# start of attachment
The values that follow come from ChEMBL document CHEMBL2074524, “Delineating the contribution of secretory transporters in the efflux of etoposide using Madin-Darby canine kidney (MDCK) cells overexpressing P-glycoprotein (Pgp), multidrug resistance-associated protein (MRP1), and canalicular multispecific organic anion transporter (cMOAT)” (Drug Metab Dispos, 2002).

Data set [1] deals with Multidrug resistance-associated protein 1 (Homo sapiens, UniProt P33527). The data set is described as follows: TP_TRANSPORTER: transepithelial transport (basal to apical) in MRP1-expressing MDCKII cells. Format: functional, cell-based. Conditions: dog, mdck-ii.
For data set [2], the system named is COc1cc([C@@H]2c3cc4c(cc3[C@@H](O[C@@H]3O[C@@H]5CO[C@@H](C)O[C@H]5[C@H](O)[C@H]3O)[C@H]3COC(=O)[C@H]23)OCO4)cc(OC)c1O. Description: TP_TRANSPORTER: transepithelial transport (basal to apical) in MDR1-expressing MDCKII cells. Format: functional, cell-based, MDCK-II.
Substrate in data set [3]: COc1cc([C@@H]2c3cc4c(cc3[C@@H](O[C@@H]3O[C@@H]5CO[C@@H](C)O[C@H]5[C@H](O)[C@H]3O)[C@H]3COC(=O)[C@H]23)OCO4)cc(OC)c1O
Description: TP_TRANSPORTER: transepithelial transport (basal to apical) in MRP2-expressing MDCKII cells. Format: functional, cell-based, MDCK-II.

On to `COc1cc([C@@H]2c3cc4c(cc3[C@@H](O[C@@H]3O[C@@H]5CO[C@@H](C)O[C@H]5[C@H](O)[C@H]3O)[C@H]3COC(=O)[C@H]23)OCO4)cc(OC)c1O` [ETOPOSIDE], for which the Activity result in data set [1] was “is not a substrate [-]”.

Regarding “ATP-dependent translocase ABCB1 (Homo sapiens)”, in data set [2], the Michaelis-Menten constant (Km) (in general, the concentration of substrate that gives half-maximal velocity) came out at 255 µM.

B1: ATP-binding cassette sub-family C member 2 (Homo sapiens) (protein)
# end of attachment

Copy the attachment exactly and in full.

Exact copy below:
The values that follow come from ChEMBL document CHEMBL2074524, “Delineating the contribution of secretory transporters in the efflux of etoposide using Madin-Darby canine kidney (MDCK) cells overexpressing P-glycoprotein (Pgp), multidrug resistance-associated protein (MRP1), and canalicular multispecific organic anion transporter (cMOAT)” (Drug Metab Dispos, 2002).

Data set [1] deals with Multidrug resistance-associated protein 1 (Homo sapiens, UniProt P33527). The data set is described as follows: TP_TRANSPORTER: transepithelial transport (basal to apical) in MRP1-expressing MDCKII cells. Format: functional, cell-based. Conditions: dog, mdck-ii.
For data set [2], the system named is COc1cc([C@@H]2c3cc4c(cc3[C@@H](O[C@@H]3O[C@@H]5CO[C@@H](C)O[C@H]5[C@H](O)[C@H]3O)[C@H]3COC(=O)[C@H]23)OCO4)cc(OC)c1O. Description: TP_TRANSPORTER: transepithelial transport (basal to apical) in MDR1-expressing MDCKII cells. Format: functional, cell-based, MDCK-II.
Substrate in data set [3]: COc1cc([C@@H]2c3cc4c(cc3[C@@H](O[C@@H]3O[C@@H]5CO[C@@H](C)O[C@H]5[C@H](O)[C@H]3O)[C@H]3COC(=O)[C@H]23)OCO4)cc(OC)c1O
Description: TP_TRANSPORTER: transepithelial transport (basal to apical) in MRP2-expressing MDCKII cells. Format: functional, cell-based, MDCK-II.

On to `COc1cc([C@@H]2c3cc4c(cc3[C@@H](O[C@@H]3O[C@@H]5CO[C@@H](C)O[C@H]5[C@H](O)[C@H]3O)[C@H]3COC(=O)[C@H]23)OCO4)cc(OC)c1O` [ETOPOSIDE], for which the Activity result in data set [1] was “is not a substrate [-]”.

Regarding “ATP-dependent translocase ABCB1 (Homo sapiens)”, in data set [2], the Michaelis-Menten constant (Km) (in general, the concentration of substrate that gives half-maximal velocity) came out at 255 µM.

B1: ATP-binding cassette sub-family C member 2 (Homo sapiens) (protein)